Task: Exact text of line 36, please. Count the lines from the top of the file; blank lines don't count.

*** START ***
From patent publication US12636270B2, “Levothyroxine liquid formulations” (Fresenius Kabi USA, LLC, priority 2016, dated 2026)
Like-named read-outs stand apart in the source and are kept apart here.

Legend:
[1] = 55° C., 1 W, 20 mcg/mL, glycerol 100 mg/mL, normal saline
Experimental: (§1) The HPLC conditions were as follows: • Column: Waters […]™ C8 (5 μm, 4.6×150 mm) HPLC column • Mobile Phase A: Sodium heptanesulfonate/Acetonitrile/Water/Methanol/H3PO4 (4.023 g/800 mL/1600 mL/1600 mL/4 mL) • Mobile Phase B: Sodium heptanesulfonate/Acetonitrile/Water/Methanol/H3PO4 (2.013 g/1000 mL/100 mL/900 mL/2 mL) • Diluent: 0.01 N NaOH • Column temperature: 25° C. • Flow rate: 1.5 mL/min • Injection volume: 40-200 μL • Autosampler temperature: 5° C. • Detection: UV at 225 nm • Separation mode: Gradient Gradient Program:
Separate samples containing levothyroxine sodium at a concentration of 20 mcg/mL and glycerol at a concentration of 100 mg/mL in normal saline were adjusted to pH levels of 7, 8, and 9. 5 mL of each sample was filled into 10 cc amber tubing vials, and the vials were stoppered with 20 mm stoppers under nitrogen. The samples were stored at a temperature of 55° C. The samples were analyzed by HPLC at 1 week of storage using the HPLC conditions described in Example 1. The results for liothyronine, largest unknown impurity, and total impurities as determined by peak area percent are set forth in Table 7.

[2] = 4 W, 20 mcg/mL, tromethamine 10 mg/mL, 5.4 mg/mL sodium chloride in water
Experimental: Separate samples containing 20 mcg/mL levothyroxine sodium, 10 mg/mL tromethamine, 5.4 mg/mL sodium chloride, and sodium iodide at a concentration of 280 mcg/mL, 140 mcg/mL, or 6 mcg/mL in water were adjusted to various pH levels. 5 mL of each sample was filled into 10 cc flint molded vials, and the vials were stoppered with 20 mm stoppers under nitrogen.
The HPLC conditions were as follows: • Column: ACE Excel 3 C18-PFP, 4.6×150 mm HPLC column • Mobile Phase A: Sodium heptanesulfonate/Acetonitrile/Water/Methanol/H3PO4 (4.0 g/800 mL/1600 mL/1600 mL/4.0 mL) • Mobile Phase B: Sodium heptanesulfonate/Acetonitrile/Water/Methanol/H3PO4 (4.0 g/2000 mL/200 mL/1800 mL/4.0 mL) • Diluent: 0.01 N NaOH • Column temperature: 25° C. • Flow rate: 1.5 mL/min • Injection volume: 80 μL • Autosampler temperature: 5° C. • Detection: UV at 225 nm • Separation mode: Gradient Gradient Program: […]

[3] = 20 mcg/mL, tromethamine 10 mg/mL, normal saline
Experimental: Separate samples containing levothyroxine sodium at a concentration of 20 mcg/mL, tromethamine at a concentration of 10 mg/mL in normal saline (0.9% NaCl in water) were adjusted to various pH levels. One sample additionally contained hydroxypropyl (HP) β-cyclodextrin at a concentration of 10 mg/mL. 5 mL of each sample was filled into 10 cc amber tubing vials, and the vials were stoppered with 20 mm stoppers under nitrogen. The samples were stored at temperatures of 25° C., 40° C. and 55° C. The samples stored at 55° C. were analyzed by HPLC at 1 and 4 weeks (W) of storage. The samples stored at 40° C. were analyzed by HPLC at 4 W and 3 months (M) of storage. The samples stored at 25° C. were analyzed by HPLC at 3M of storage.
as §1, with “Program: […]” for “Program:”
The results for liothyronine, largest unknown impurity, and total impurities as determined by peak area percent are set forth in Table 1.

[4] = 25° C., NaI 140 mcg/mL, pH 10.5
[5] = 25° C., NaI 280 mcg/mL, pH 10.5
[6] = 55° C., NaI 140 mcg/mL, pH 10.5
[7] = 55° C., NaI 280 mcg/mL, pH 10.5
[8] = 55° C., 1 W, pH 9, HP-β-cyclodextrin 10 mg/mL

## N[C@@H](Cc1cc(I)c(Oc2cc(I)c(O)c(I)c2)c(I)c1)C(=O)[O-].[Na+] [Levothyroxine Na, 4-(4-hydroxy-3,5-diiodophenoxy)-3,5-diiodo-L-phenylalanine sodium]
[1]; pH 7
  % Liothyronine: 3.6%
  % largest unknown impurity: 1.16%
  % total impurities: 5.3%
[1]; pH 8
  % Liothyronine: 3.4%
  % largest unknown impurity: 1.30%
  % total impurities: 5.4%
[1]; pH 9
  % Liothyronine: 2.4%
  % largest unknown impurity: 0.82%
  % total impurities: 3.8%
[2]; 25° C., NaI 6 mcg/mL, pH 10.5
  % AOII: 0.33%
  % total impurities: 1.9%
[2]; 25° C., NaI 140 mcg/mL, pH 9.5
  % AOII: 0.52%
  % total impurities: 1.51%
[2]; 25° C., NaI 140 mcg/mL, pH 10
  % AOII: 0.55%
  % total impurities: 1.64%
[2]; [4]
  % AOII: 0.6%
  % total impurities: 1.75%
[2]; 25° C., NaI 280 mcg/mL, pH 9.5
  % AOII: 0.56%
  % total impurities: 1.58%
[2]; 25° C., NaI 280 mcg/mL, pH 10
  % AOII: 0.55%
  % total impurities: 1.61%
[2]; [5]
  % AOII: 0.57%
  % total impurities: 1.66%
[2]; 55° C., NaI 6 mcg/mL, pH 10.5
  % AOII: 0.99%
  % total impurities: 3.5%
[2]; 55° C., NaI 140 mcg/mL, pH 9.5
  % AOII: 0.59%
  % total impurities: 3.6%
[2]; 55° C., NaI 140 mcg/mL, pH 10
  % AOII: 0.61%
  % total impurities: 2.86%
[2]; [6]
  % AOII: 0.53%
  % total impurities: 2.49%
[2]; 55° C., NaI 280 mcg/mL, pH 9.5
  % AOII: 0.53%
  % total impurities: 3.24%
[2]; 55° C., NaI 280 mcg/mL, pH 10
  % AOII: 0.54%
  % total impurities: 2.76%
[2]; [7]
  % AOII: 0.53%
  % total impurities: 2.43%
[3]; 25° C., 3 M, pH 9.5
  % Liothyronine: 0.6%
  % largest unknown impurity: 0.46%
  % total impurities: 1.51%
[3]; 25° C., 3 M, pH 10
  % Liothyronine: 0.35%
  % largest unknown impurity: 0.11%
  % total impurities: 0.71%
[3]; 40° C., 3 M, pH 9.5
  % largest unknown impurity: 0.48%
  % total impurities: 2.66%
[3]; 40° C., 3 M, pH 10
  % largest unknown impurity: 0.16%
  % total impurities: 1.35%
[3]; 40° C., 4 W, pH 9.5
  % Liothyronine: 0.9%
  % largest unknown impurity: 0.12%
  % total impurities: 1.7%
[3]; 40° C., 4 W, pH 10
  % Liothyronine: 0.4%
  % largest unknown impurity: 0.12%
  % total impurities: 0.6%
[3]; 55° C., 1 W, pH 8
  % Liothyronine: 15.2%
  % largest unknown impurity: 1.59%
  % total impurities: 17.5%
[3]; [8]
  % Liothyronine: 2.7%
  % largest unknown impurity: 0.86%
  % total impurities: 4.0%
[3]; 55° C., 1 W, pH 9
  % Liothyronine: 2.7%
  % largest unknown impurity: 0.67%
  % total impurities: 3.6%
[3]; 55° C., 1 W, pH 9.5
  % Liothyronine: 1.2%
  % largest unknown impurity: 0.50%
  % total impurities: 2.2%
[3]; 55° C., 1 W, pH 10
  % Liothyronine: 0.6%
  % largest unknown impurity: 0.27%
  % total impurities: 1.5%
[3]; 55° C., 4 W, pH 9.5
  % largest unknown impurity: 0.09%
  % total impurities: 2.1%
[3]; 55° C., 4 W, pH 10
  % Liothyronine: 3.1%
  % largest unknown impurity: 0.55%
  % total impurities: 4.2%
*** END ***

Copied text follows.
  % AOII: 0.52%